The Southern District of Mississippi started Project EJECT—which brings together federal and local officers and prosecutors, the Mississippi state crime lab, nonprofit organizations, faith leaders, and community leaders. This team then works together to prosecute crime, deter crime, and help former prisoners make the transition back to society. They hold town meetings and speak at local schools to keep kids away from criminal activity.
In other words, they’re hitting violent crime from every angle—and it shows. As of October, violent crime is down 16 percent in Jackson.
Our PSN Task Force in Dallas is Texas-sized: it brings together 60 people, including law enforcement officers, local government officials, local school personnel, and 15 community organizations.
Collaboration between officers at the federal, state, and local levels in Dallas has already led to more than 100 arrests of violent criminals in just the past eight months. And task force members have already strengthened the bonds between the community and our police officers through more than 40 community meetings and events. Once a month, they meet with former prisoners returning home. They’ve already met with 300 former offenders and worked to help them get their lives back.
In Tampa, Captain Paul Lusczynski came up with the Violent Impact Player program—or VIP. Using criminal records and gang membership, Paul determined who the most violent criminals in Tampa are—and now he’s helping to put them behind bars. One study credits VIP with a 7.9 percent drop in violent crime.
Of course, there are about 91 other districts that are achieving PSN successes, too—including right here in Kansas City.
Tim and his team recently conducted a PSN operation called Operation Washout, which led to the arrest of 56 known gang members or repeat violent offenders. Officers also seized methamphetamine, ecstasy, cocaine, and 13 guns as part of this operation.
We are building on this success here in Kansas City with the brand new Midwest Crime Gun Intelligence Center, which just became fully operational in September.
Here and across America, PSN is making us better at investigating crime, targeting prosecutions, and preventing and deterring crime. It’s making our lawyers and our officers more effective.
And the numbers bear that out.
In fiscal year 2017, the Department of Justice prosecuted more violent criminals than in any year on record to that point. And then, in fiscal year 2018—after Attorney General Sessions announced that PSN was a priority again—we broke that record by a margin of 15 percent.
In fiscal year 2018, we also charged the highest number of federal firearm defendants in Department history. We broke that record by a margin of 17 percent. We charged nearly 20 percent more firearm defendants than we did in 2017 and 30 percent more than we charged in 2016.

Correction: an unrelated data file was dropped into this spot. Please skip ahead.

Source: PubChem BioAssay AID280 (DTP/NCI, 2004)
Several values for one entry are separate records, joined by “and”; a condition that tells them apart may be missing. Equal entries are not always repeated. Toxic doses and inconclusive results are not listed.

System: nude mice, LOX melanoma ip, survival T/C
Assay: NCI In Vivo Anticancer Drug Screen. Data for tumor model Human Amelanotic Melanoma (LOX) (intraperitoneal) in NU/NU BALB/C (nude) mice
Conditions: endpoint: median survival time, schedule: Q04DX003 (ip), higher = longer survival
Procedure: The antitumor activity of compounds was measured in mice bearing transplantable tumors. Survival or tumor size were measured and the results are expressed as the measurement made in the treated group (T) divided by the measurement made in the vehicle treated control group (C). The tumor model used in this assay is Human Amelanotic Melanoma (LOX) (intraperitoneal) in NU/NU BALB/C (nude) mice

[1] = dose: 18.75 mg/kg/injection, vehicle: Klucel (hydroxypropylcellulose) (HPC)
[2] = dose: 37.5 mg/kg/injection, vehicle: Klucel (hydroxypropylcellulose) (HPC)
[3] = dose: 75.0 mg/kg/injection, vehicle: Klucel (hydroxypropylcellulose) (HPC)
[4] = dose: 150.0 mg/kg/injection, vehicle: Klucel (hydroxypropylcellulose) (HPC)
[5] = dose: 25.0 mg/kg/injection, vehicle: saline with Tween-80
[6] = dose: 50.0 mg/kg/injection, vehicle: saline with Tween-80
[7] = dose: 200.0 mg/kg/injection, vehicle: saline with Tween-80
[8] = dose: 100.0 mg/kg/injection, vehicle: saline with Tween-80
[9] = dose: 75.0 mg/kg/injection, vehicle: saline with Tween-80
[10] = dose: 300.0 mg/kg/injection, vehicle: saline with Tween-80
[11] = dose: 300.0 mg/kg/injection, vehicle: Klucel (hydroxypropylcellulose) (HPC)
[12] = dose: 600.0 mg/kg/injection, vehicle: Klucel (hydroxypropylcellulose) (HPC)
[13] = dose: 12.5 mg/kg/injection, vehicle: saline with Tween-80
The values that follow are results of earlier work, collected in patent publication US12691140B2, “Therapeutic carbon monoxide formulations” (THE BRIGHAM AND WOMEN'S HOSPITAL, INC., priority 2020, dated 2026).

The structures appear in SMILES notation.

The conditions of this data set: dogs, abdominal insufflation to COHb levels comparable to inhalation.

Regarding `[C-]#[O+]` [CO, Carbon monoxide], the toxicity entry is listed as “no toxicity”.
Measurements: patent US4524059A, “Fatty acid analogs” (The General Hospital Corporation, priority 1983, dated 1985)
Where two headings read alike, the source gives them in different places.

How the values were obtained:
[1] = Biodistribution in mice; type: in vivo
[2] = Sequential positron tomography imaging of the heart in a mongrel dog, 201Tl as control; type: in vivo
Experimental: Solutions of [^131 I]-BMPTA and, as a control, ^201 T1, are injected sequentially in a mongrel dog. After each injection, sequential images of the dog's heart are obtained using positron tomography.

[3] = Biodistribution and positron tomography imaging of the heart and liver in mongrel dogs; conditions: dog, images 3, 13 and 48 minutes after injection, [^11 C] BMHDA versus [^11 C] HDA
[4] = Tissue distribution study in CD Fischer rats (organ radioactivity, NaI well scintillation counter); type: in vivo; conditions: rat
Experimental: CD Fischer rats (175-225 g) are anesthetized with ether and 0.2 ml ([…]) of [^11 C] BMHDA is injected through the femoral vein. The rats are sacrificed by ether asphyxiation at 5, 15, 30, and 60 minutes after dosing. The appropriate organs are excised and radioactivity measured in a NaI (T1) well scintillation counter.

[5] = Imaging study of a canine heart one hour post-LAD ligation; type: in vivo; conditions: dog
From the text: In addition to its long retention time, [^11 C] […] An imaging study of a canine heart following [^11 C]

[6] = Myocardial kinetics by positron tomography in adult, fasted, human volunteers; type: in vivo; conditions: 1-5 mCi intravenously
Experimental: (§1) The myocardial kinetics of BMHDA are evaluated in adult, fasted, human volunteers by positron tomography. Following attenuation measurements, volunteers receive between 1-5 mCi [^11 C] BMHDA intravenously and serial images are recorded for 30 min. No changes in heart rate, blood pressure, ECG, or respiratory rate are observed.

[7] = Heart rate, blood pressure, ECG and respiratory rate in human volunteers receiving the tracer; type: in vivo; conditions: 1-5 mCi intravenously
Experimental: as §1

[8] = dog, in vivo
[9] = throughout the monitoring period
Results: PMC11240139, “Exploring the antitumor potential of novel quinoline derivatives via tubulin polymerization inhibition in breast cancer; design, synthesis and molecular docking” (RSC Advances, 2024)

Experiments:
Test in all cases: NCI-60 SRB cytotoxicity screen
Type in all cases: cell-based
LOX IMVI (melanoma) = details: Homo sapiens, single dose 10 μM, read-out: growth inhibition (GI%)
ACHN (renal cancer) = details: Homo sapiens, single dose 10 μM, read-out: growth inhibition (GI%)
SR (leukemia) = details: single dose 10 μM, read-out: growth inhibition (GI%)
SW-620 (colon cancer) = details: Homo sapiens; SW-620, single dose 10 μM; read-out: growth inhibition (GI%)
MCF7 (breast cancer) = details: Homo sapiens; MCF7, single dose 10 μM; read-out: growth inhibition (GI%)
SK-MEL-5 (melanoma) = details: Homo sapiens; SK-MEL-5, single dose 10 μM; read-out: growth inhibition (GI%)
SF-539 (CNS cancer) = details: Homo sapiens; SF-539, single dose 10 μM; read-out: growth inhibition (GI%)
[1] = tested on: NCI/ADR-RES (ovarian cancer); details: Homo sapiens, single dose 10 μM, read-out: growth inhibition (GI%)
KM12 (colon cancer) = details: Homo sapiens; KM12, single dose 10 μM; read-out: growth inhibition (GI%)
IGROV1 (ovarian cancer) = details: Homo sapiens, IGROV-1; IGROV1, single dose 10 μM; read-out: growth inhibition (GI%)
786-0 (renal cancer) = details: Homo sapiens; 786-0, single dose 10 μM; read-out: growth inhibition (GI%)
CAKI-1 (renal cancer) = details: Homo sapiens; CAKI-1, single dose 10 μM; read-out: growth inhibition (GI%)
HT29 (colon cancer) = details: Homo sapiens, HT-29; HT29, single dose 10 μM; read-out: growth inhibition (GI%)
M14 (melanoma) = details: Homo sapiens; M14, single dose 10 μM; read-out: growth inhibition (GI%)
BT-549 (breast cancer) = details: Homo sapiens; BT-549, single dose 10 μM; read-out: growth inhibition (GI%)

Meanwhile we have also broken records for prosecuting illegal entry by illegal aliens, increased the number of white collar defendants, the number of drug defendants, and increased the number of illegal aliens prosecuted for felony re-entry by 38 percent.
These numbers speak for themselves. But our goal as a Department is not to fill up the jails or the courts: our goal is to reduce crime. PSN is helping us do that by ensuring we are prosecuting the right people and maximizing our impact.
Violent crime and homicide were up in 2015 and 2016—but they were down in 2017. And for 2018, they will probably be down even lower. One estimate projects that the murder rate in our 29 biggest cities will decline by 7.6 percent this year. That means fewer victims, fewer grieving families, and more peace of mind for the people we serve.
Drug overdose deaths were up in 2015 and 2016—but they were down in the last six months for which we have data, and opioid prescriptions are down nearly 20 percent since 2016.
These are important achievements that affect people’s lives.
And they’re your achievements. Each one of you played a key role in making them possible.
It is right that we celebrate that this week. But our work is not finished. We are going to continue to support our state and local partners—and I am confident that those partnerships are going to continue to deliver results.
And so, to all of our award winners, thank you for your outstanding service. And to all of you who are working side by side with us to improve safety and reduce crime—whether you are an officer, a prosecutor, a researcher, a faith leader, or a community partner—let me conclude with something a mentor of mine used to say: We have your back, and you have our thanks.